PHILADELPHIA - Several critical periods over a human life span - including before birth -- determine when individuals are the most susceptible to environmental toxicants. Researchers will gather at the Perelman School of Medicine at the University of Pennsylvania this Monday to discuss these "Windows of Susceptibility" during the 12th Annual Center of Excellence in Environmental Toxicology (CEET) Symposium. CEET is an Environmental Health Science Core Center funded by National Institute for Environmental Health Sciences (NIEHS).
For the first time, there will also be a Town Hall Meeting following the symposium to discuss environmental health concerns and disparities in the Chester community, such as high rates of pre-term birth, asthma, and cancer.
WHERE: Symposium at the Smilow Commons and Auditorium
WHO: WHEN: HIGHLIGHTS:
Perelman School of Medicine (PSOM)
3400 Civic Center Blvd, Philadelphia, PA 19104
Post-Symposium Town Hall at Faith Temple Holy Church
1007 West 7th Street, Chester, PA, 19013
Keynote speaker: John McLahlan, PhD, chair of Environmental Studies and professor of Pharmacology at Tulane University
Townhall Meeting Featured Guest: Linda Birnbaum, PhD, DABT, ATS Director of the National Institute of Environmental Health Sciences and the National Toxicology Program
Additional speakers from the University of Pennsylvania and other institutions
Symposium, Monday, June 19, 2017, starting at 7:30 a.m.
Post-Symposium Town Hall, 7:00 p.m.
In Utero Exposures
"Developmental Origins of Adult Disease" - Rebecca Simmons, MD, professor of Pediatrics, CEET Deputy Director
"In Utero Mouse Model of BPA Exposure: Physiology, Behavior and Epigenetics" - Marisa Bartolomei, PhD, professor of Cell and Developmental Biology (University of Pennsylvania) "Human In Utero Exposures to Endocrine Disrupting Chemicals" - Sara Pinney, MD, MS, assistant professor of Pediatrics (Children's Hospital of Philadelphia)
Point/Counter Point - Endocrine Disrupting Chemicals
"Toxicology Findings on BPA" - Luisa Camacho, PhD, Senior Staff Fellow (Food and Drug Administration, National Center for Toxicological Research)
"Environmental Epigenetics: A Mechanistic Link to Health, Disease, and Intervention" - Shuk-Mei Ho, PhD, Jacob G. Schmidlapp Professor and Chair of Environmental Health, Director of the Cincinnati Cancer Consortium, Director of Center for Environmental Genetics
"Perinatal exposure of rats to low doses of Zeranol induces transgeneration effects on sexual development, fecundity and susceptibility to mammary carcinogenesis" - Helmut Zarbl, professor of Toxicology, Center for Environmental Exposures and Disease Director (Rutgers)
"Environmental Hormones and Other Signals" - John McLahlan, PhD, Celia Scott Weatherhead and Albert J. Weatherhead III Distinguished Chair of Environmental Studies, professor of Pharmacology (Tulane University)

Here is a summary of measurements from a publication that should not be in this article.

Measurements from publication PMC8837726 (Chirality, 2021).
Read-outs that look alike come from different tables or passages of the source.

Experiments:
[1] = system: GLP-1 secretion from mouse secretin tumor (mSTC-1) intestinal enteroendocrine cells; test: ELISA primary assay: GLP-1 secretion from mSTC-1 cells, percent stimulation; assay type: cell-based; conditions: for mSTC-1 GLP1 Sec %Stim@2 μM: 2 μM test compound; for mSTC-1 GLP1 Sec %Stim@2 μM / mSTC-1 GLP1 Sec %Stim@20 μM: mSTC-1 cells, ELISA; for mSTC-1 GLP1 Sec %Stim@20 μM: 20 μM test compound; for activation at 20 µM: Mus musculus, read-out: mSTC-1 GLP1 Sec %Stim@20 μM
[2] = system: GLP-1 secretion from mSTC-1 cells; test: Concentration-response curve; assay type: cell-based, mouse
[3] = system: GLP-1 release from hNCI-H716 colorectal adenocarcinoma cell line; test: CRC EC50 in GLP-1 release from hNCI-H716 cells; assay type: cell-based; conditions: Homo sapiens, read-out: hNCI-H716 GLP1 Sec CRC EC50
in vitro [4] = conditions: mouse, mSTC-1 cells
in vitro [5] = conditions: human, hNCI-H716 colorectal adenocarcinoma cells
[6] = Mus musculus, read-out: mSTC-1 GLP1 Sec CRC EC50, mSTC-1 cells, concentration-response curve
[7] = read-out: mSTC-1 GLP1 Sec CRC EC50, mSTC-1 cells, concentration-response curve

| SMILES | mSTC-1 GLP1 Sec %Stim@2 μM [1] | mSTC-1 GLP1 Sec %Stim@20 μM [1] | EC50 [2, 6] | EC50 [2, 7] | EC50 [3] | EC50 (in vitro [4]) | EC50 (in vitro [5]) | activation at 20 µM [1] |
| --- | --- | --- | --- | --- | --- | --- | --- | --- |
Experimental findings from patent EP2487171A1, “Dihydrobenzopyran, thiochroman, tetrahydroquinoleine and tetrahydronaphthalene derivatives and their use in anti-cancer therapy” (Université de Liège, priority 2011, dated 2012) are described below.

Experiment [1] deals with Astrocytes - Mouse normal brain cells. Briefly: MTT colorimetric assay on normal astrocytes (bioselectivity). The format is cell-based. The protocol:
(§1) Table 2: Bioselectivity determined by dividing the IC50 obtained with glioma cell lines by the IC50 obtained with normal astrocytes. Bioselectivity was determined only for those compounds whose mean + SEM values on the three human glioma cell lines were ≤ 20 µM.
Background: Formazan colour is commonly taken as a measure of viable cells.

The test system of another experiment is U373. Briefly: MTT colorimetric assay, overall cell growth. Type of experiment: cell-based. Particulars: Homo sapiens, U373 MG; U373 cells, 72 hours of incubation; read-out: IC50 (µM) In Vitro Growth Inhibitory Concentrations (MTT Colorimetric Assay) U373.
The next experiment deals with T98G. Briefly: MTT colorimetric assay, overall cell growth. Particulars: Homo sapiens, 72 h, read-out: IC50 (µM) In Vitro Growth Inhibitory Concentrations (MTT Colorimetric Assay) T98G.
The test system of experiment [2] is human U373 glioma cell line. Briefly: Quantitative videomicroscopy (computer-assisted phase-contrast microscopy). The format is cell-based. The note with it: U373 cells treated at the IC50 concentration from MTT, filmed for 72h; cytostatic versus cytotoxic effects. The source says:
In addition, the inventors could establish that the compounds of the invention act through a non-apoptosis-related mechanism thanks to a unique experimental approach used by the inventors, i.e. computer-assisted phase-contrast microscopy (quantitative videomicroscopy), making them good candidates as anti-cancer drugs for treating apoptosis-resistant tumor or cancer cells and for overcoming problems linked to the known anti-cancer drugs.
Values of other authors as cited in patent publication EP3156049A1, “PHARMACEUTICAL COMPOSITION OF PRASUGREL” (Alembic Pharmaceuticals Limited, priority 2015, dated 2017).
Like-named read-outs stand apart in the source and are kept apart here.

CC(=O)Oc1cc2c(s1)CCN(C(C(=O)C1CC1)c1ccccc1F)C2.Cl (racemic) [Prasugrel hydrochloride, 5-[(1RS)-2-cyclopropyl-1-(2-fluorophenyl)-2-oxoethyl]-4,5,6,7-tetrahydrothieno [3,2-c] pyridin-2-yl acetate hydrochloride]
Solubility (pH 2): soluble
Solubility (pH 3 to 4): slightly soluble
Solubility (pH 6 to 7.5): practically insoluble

"Children's Health Exposure Analysis Resource" - Lisa A. Peterson, PhD, professor of Environmental Health Sciences (University of Minnesota)
"Environmental Exposures and Neurodevelopment-Autism Spectrum Disorders" - Nathaniel Snyder, PhD, MPH, assistant professor (Drexel Autism Institute, Drexel University)
"Challenges in Measuring Endogenous and Exogenous Hormones" - Clementina Mesaros, PhD, research assistant professor and Technical Director of Translational Biomarker Core of CEET
Town Hall meeting at Faith Temple Holy Church
1007 West 7th Street, Chester, PA, 19013
Marilyn Howarth, MD, FACOEM, Center of Excellence in Environmental Toxicology (University of Pennsylvania)
Rev. Horace Strand, Pastor of Faith Temple Holy Church and Chairman of Chester Environmental Partnership (CEP)
John and Dolores Shelton, CEP members and residents of Chester
Linda Birnbaum, PhD, DABT, ATS, NIEHS and NTP director
Penn Medicine is one of the world's leading academic medical centers, dedicated to the related missions of medical education, biomedical research, and excellence in patient care. Penn Medicine consists of the Raymond and Ruth Perelman School of Medicine at the University of Pennsylvania (founded in 1765 as the nation's first medical school) and the University of Pennsylvania Health System, which together form a $6.7 billion enterprise.
The Perelman School of Medicine has been ranked among the top five medical schools in the United States for the past 20 years, according to U.S. News & World Report's survey of research-oriented medical schools. The School is consistently among the nation's top recipients of funding from the National Institutes of Health, with $392 million awarded in the 2016 fiscal year.
The University of Pennsylvania Health System's patient care facilities include: The Hospital of the University of Pennsylvania and Penn Presbyterian Medical Center -- which are recognized as one of the nation's top "Honor Roll" hospitals by U.S. News & World Report -- Chester County Hospital; Lancaster General Health; Penn Wissahickon Hospice; and Pennsylvania Hospital -- the nation's first hospital, founded in 1751. Additional affiliated inpatient care facilities and services throughout the Philadelphia region include Good Shepherd Penn Partners, a partnership between Good Shepherd Rehabilitation Network and Penn Medicine.
Penn Medicine is committed to improving lives and health through a variety of community-based programs and activities. In fiscal year 2016, Penn Medicine provided $393 million to benefit our community.